Coirpre Cromm mac Crimthainn

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Coirpre Cromm mac Crimthainn (died 577)[1] was a King of Munster from the Eóganacht Glendamnach sept of the ruling Eoganachta dynasty. This branch was centered at Glanworth, County Cork. He was the son of Crimthann Srem mac Echado (died circa 542).[2]

The chronology of the 6th-century kings of Munster in the sources is contradictory. The Annals of Tigernach mention him as king in 542 but then name another king in 545 Cormac mac Aillela.[3][4] The annals then mention his death again at 577 after reigning 17 years[5] This would give a possible reign of 560–577. King-lists contained in the Laud Synchronisms, the Book of Leinster and the saga Senchas Fagbála Caisil (The Story of the Finding of Cashel) also mention him.

In 572 he fought the Battle of Feimin, (plain between Cashel and Clonmel, County Tipperary) and defeated Colmán Bec mac Diarmata (died 585) and many of the men of Meath were slain.[6] A poem on the origin of the name of Loch Cenn gives the following information about this battle:[7]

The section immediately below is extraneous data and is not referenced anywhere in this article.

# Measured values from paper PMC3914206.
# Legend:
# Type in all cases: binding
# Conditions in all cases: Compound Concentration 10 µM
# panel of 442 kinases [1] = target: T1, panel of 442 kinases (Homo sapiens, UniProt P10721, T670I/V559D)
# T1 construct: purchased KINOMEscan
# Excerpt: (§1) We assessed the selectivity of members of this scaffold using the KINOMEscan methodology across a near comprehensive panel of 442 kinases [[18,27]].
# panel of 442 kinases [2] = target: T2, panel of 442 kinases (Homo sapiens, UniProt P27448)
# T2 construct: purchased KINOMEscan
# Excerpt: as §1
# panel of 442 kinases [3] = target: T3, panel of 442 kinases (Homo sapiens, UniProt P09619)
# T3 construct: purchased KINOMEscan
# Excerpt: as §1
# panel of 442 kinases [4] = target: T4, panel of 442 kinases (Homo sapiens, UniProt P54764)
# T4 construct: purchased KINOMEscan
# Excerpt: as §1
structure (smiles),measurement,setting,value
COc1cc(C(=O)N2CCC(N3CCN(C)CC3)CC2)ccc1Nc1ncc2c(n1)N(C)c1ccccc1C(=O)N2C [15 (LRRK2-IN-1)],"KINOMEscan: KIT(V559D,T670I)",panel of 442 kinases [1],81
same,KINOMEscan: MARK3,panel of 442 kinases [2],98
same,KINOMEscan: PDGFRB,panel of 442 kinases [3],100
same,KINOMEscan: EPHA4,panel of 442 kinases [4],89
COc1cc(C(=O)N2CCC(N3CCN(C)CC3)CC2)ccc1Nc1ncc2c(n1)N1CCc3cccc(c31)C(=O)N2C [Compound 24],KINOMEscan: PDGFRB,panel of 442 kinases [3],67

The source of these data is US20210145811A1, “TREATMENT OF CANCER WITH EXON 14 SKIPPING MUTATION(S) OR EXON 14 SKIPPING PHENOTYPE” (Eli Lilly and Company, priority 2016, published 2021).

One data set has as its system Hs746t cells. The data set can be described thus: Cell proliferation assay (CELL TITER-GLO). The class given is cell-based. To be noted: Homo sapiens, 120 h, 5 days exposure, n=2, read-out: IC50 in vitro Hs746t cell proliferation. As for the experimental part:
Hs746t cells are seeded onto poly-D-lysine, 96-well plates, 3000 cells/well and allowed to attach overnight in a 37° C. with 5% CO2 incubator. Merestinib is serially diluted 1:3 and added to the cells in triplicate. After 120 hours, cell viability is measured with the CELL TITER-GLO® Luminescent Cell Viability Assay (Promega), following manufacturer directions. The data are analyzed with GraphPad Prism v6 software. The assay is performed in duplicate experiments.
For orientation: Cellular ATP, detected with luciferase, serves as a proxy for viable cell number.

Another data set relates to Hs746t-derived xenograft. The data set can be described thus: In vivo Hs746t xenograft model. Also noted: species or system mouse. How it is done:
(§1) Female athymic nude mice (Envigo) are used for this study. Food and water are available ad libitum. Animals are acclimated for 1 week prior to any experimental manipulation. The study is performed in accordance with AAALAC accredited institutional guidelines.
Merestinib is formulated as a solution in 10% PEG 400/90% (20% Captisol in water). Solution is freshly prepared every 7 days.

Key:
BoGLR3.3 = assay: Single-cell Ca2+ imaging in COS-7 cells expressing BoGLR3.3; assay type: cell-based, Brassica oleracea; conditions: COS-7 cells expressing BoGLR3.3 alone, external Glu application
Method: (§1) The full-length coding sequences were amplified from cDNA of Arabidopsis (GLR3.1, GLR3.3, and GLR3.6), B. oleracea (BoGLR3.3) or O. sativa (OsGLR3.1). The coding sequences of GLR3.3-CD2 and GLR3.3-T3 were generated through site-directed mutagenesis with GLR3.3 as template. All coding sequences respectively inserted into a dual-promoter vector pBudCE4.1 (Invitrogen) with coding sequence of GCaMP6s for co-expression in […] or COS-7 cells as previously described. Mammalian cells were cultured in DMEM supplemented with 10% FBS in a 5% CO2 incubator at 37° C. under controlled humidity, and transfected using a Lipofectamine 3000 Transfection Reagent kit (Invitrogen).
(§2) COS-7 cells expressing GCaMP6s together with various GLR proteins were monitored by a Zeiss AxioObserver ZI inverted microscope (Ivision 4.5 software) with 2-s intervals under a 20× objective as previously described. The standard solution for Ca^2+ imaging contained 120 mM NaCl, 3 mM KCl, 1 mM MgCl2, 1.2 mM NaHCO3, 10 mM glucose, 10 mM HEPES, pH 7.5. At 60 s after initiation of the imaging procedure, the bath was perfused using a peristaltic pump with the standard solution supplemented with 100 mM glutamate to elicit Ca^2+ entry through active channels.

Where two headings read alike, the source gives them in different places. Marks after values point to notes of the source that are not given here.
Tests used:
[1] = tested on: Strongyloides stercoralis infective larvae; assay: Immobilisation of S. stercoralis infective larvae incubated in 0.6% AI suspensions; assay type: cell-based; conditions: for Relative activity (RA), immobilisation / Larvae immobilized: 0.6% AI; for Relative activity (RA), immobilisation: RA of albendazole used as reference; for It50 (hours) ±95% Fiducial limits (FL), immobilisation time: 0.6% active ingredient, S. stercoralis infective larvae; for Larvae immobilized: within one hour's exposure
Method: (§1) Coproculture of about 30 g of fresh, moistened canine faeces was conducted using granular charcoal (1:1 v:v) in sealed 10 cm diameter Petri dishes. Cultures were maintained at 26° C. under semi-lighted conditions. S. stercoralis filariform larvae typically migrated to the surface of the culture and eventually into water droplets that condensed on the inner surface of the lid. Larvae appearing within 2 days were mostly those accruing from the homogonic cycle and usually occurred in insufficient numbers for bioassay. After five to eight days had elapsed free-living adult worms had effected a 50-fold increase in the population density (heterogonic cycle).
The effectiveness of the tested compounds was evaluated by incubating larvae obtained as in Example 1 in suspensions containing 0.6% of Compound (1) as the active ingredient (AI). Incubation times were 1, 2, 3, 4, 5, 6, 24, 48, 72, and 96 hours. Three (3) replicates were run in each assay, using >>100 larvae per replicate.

"Loch Cenn! woe to him that rows along its shore! Cairpre filled it with heads, till it is all blood beneath and above. Loch Silenn from that time forth ... did Cairpre fill, the warrior of the Cairn, so that hence comes the name of Loch Cenn."

His sons were Feidlimid mac Coirpri Chruimm,a possible king of Munster and Áed Fland Cathrach who was ancestor of the later kings from the Glendamnach line. He gave Cloyne to God and its first bishop was Saint Colman of Cloyne.[8] His widow Cumman married Feidlimid mac Tigernaig, also King of Munster.[9]

Coirpre Cromm mac Crimthainn
Regnal titles
Preceded by
Crimthann Srem mac Echado
King of Cashel
c. 542 – 577
Succeeded by
Fergus Scandal mac Crimthainn and Feidlimid mac Coirpri Chruimm

Notes[edit]

  1. ^ all dates per The Chronology of the Irish Annals, Daniel P. McCarthy
  2. ^ Byrne, Table 13
  3. ^ Annals of Tigernach, AT 542.3, 545.2
  4. ^ this person is also mentioned by Keating and given a genealogy belonging to the Ui Liatháin, pg.55
  5. ^ AT 577.3; the Laud Synchronisms give him a reign of 22 years.
  6. ^ AT 572.1; Annals of Ulster, AU 573.1
  7. ^ The Metrical Dindshenchas, vol 4, poem 73, ed. Edward Gwynn
  8. ^ G.Keating, pg.75
  9. ^ Byrne, pg.206

References[edit]

External links[edit]